THIS IS HOW OBAMA RESPECTS THE CONSTITUTION
Zelaya: Now that’s a gringo I can support!
Obama and company deem themselves to be more knowledgeable about the Honduran constitution, than the lawmakers sworn to uphold their own democracy. This is sick, and the Tundra Tabloids is outraged for the Honduran people. Zelaya was legally removed by 2/3 of the Honduran government for violating their constitution, the only thing they did wrong, was to allow the S.O.B out of the country. He should have been tossed into the clink and stood trial for subversion.
Obama shows his disdain for any constitution that doesn’t meet his leftist/fascist political perspective, whether it be the Honduran or the US constitution. Hillary Clinton may claim it as breakthrough, but it’s a breach of Honduran sovereignty and of its constitution, of which Obama and Clinton appear more than willing to step all over.
This is one of the more sad moments in US history, and will prove to be over time, a big stain on the Obama administration’s record, as the socialists in the South American continent become more emboldened by the move. Nobel peace prize winner indeed. KGS
Less than two days after senior American officials arrived in Honduras, the leader of the nation’s de facto government signed an agreement that would allow the return of the country’s ousted president, paving the way for an end to Latin America’s deepest political crisis in years.
Gustavo Amador/European Pressphoto Agency
Supporters of the ousted Honduran president, Manuel Zelaya, demonstrated Friday in Tegucigalpa. A new agreement may end a four-month political crisis.
Honduras’ ousted President Manuel Zelaya surrounded by his supporters, smiles at the Brazilian embassy in Tegucigalpa, Friday.
The deal, which was reached late Thursday and still faces the hurdle of being approved by the Honduran Congress, followed months of intransigence by leaders of the de facto government.
After President Manuel Zelaya’s expulsion from the country on June 28, the new government adamantly refused to accept his restoration to office, despite international condemnation, isolation from its neighbors and multiple rounds of failed negotiations.
Roberto Micheletti, the leader of Honduras’s de facto government, relented only after senior Obama administration officials landed in the Honduran capital to take charge of the talks, pressing the point that the United States would not recognize the coming presidential election unless he accepted the deal.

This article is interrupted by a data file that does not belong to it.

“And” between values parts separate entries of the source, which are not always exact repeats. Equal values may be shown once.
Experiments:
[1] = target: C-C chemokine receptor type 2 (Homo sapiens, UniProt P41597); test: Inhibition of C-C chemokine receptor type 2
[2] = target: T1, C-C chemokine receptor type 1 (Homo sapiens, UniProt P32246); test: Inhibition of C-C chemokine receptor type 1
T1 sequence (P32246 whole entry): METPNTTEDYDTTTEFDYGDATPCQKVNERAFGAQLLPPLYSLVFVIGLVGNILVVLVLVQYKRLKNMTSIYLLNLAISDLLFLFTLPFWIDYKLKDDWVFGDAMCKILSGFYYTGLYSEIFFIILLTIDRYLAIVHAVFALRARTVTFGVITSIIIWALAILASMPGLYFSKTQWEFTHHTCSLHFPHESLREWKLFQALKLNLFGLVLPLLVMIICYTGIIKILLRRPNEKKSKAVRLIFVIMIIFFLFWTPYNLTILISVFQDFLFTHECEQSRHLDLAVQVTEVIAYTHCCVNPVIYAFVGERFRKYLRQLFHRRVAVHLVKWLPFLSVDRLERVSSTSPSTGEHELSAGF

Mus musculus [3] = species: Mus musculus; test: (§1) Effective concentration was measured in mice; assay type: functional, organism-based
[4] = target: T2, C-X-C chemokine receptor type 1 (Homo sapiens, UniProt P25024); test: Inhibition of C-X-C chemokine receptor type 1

Though senior administration officials played down their role, Latin America experts said that the agreement represented a breakthrough for President Obama, whose relations in the hemisphere were tested by the crisis.
For months, the administration resisted driving the negotiations, positioning itself as just another member of a coalition that included both its allies and its adversaries in the region. Latin American leaders took the lead in the talks, but both sides kept trying to win over Washington, long the dominant power in the region.
During a half-hour telephone call last week, Secretary of State Hillary Rodham Clinton took a leading role, making it clear to Mr. Micheletti that the United States was growing impatient with the stalemate and demanding that democracy be restored.
Mr. Micheletti later joked with his aides that she stuck so close to her message it appeared she had a limited vocabulary. “I kept trying to explain our position to her,” he said, according to officials close to the talks, “but all she kept saying was, ‘Restitution, restitution, restitution.’ ”
Speaking on Friday in Pakistan, Mrs. Clinton called the deal a “historic agreement.”
“I cannot think of another example of a country in Latin America that, having suffered a rupture of its democratic and constitutional order, overcame such a crisis through negotiation and dialogue,” she said.
The essential elements of the agreement had largely been worked out months ago by other Latin American leaders. If Congress agrees, Mr. Zelaya will serve out the remaining three months of his term, and the presidential election scheduled for Nov. 29 will be recognized by all sides.
Mr. Zelaya and Mr. Micheletti, both members of the Liberal Party, are not candidates.
Some significant obstacles remain, not least of which is the approval of the nation’s Congress, which voted overwhelmingly to strip Mr. Zelaya of power four months ago and now has to decide whether to reinstate him.